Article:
Summary: In many fields, the ‘greatest’ (be they philosophers, playwrights, composers, etc.) are selected disproportionately more from those who lived in the distant past. I speculate as to what might be driving this bias towards ‘ancient greatness’, but one important takeaway is that we can be confident that the greatest of the past are likely inferior to the greatest amongst us today in terms of ‘innate ability’. So perhaps we should not regard them so highly.
[Very rough draft: advice/criticism on data, analysis, or style welcome, as is advice on whether this is worthy of going into academia, and if so how. Thanks to Rob Wiblin, Will Crouch, Catriona McKay, and Sam Bankman-Fried for ideas/prior discussion.]
If you look at a field of human endeavour (mathematics, philosophy, the arts, military strategy – pretty much anything) the reputedly ‘greatest ever’ in these fields have tended to live in the distant past.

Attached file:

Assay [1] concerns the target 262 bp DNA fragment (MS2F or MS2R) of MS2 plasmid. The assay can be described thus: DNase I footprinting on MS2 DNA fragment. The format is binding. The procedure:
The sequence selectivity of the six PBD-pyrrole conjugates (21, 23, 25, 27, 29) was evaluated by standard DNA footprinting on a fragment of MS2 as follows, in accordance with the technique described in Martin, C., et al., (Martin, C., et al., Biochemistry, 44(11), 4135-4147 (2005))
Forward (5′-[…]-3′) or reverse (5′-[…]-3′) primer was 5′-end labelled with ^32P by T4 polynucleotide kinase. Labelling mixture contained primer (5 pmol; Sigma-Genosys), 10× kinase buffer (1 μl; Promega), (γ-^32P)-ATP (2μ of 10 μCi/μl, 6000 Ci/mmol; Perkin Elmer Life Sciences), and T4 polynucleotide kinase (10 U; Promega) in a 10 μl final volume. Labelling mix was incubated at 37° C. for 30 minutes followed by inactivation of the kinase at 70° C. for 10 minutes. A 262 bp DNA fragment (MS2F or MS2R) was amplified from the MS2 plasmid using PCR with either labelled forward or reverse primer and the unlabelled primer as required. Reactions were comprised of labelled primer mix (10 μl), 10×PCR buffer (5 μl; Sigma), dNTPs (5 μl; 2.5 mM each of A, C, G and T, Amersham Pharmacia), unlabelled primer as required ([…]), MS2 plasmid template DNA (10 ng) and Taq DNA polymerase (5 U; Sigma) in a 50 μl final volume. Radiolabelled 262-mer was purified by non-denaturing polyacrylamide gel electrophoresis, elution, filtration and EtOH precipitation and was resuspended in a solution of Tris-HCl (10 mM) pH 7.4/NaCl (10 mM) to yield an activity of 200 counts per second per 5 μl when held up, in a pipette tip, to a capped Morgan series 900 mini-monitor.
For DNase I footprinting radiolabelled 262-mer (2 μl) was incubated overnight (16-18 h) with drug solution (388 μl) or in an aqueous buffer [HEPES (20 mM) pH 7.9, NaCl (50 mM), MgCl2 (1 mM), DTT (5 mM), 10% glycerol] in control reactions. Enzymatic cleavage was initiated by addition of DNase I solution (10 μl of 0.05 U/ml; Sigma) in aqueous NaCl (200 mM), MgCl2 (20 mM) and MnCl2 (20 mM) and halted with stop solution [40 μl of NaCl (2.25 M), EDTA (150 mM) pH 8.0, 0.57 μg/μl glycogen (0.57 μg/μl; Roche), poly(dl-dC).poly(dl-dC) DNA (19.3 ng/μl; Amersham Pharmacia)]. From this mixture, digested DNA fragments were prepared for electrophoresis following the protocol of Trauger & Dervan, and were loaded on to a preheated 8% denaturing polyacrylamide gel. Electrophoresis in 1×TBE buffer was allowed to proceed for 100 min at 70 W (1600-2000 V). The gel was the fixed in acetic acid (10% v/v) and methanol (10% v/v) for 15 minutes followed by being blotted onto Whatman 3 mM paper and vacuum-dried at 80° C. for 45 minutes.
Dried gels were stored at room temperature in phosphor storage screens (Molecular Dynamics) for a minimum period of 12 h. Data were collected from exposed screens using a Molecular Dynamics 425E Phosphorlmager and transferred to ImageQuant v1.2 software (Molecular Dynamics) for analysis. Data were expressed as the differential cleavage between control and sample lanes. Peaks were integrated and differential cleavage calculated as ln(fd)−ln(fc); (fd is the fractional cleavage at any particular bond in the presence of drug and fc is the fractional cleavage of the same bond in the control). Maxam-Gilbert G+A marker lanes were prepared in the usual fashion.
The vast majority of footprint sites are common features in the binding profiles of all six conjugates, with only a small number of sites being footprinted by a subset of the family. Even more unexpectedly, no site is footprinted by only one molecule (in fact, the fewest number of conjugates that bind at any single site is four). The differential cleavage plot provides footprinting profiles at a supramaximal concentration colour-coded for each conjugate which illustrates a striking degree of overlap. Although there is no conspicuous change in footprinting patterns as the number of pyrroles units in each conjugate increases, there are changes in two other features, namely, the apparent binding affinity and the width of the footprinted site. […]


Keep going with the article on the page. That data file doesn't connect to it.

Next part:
Take philosophy as an example. Polls of the ‘greatest philosopher’ of all time broadly agree on a corpus of ‘ancient greats’. Here’s the top ten from a poll from Brian Leiter’s philosophy blog, with their dates added:
- Plato (428-348 BC)
- Aristotle (384-322 BC)
- Kant (1724-1804)
- Hume (1711-1776)
- Descartes (1596-1650)
- Socrates (469-399 BC)
- Wittgenstein (1889-1951)
- Locke (1632-1704)
- Frege (1848-1925)
- Aquinas (1225-1274)
The list is dominated by ancient Greeks and enlightenment Europeans, with only a couple of thinkers in the last couple of centuries getting a look in. I think Leiter’s poll (modulo some quibbles with the exact ordering) broadly captures the consensus view amongst who are the greatest philosophers, at least in the western tradition.
On the face of it, having the ‘greatest ever’ philosophers spread out from antiquity to the present day seems plausible. But consider how the human population has grown over time (data from Wikipedia):
The population has grown dramatically, so if we think about birth order rather than time, the greatest philosophers were generally among those born first. Why? Continue reading